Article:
In this thesis a new type of label-free biosensor device is studied, which is fabricated using the same processes used for the fabrication of integrated circuits. This enables tighter integration and further sensors/biosensor miniaturization. The device is a so-called Thin Film Bulk Acoustic Resonator (FBAR). Within this thesis a low temperature reactive sputtering process for growing AlN thin films with a c-axis inclination of 20-30o has been developed. This enables shear mode FBAR fabrication suitable for in-liquid operation, essential for biosensor applications. Shear mode FBARs were fabricated operating at frequencies above 1GHz exhibiting Q values of 100-200 in water and electromechanical coupling factors kt2 of about 1.8%. This made it possible to move the thickness excited shear mode sensing of biological layers into a new sensing regime using substantially higher operation frequencies than the conventionally used quartz crystal microbalance (QCM) operating at 5-20MHz. Measured noise levels of shear mode FBARs in contact with water showed the resolution to be in the range 0.3ng/cm2 to 7.5ng/cm2. This demonstrated the FBAR resolution without any averaging or additional stabilization measures already to be in the same range as the conventional QCM (5ng/cm2), suggesting that FBARs may be a competitive and low cost alternative to QCM. The linear thickness limit for sensing of biomolecular layers was concluded to be larger than the thickness of the majority of the molecular systems envisaged for FBAR biosensor applications. A temperature compensated shear mode FBAR composite structure was demonstrated with retained coupling factor and Q-value by utilizing the second mode of operation. Understanding has been gained on the sensor operation as well as on how the design parameters influence its performance. Specifically, sensitivity amplification utilizing low acoustic impedance layers in the FBAR structure has been demonstrated and explained. Further, temperature compensated Lamb mode (FPAR) devices were also studied and demonstrated with optimized electromechanical couplings.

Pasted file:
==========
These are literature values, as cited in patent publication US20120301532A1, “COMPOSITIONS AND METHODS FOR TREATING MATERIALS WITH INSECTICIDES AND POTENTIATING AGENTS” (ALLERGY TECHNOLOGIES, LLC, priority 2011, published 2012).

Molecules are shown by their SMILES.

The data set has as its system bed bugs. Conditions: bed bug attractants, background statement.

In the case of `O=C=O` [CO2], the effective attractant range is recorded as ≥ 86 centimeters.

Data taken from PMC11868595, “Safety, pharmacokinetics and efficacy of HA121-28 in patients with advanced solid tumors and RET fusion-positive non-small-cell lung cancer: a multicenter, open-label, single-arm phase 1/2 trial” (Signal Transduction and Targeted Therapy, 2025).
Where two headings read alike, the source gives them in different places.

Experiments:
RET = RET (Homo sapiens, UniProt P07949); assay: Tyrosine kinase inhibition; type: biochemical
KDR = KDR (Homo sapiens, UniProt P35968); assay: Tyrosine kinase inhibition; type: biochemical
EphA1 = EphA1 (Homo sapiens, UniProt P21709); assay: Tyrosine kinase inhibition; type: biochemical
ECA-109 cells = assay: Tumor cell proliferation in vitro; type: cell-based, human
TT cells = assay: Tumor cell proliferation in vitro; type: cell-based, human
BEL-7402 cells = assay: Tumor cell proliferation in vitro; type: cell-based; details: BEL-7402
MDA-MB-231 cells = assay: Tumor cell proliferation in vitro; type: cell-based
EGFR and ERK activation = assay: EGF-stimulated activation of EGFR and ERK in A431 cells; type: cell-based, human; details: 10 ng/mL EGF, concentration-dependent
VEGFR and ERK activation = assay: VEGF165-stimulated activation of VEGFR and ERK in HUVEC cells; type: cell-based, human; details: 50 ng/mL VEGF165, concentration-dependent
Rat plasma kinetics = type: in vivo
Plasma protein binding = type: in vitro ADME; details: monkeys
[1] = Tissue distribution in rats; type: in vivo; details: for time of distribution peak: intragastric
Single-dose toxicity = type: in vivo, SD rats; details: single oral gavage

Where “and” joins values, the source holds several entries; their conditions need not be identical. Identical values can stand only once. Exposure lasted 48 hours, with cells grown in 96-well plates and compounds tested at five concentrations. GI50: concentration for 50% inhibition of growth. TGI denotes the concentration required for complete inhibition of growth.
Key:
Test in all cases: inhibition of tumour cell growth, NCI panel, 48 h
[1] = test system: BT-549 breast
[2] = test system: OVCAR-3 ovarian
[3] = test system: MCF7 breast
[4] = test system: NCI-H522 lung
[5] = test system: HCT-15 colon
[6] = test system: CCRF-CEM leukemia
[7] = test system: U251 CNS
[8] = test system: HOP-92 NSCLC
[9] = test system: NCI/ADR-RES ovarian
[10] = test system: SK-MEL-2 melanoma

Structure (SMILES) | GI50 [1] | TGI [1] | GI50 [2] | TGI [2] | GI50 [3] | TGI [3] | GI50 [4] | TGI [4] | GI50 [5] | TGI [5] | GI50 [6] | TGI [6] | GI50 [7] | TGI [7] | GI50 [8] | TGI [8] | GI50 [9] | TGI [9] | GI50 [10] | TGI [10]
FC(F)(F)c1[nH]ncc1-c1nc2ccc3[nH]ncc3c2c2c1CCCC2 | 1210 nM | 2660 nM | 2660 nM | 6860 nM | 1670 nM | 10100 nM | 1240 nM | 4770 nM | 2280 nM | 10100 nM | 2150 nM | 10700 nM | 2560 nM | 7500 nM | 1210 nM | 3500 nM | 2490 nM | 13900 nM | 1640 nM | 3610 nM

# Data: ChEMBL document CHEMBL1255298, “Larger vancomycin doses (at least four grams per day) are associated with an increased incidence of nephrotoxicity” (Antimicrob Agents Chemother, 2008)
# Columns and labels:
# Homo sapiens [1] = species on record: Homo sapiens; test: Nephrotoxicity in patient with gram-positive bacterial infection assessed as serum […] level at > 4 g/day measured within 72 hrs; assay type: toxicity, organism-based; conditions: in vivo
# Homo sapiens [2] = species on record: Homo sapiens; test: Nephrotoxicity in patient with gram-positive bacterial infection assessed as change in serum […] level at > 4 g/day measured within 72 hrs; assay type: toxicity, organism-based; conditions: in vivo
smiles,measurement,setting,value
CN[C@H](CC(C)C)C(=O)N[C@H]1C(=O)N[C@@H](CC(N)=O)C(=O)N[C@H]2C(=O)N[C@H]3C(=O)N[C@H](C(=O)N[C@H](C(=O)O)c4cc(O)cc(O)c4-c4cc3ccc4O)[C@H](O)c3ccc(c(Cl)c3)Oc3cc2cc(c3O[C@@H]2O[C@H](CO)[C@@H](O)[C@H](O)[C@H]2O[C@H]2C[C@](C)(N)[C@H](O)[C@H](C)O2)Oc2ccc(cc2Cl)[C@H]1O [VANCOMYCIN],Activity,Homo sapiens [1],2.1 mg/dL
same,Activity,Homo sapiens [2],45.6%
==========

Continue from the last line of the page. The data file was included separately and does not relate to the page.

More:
Place, publisher, year, edition, pages
Uppsala: Acta Universitatis Upsaliensis, 2009. 96 p.
Series
Digital Comprehensive Summaries of Uppsala Dissertations from the Faculty of Science and Technology, ISSN 1651-6214 ; 609
National Category
Other Electrical Engineering, Electronic Engineering, Information Engineering
Research subject
Electronics
Identifiers
urn:nbn:se:uu:diva-89424 (URN)978-91-554-7432-4 (ISBN)
Public defence
2009-03-27, Å2005, Ångströmlaboratoriet, Lägerhyddsvägen 1, Uppsala, 10:15 (English)
Opponent
Supervisors
Projects
wisenet
Available from: 2009-03-06 Created: 2009-02-13 Last updated: 2011-01-17Bibliographically approved
2. Development of Electroacoustic Sensors for Biomolecular Interaction Analysis
Open this publication in new window or tab >>Development of Electroacoustic Sensors for Biomolecular Interaction Analysis
2009 (English)Doctoral thesis, comprehensive summary (Other academic)
Abstract [en]

Biomolecular interaction analysis to determine the kinetics and affinity between interacting partners is important for the fundamental understanding of biology, as well as for the development of new pharmaceutical substances. A quartz crystal microbalance instrument suitable for kinetics and affinity analyses of interaction events was developed. The functionality of the sensor system was demonstrated by development of an assay for relative affinity determination of lectin-carbohydrate interactions.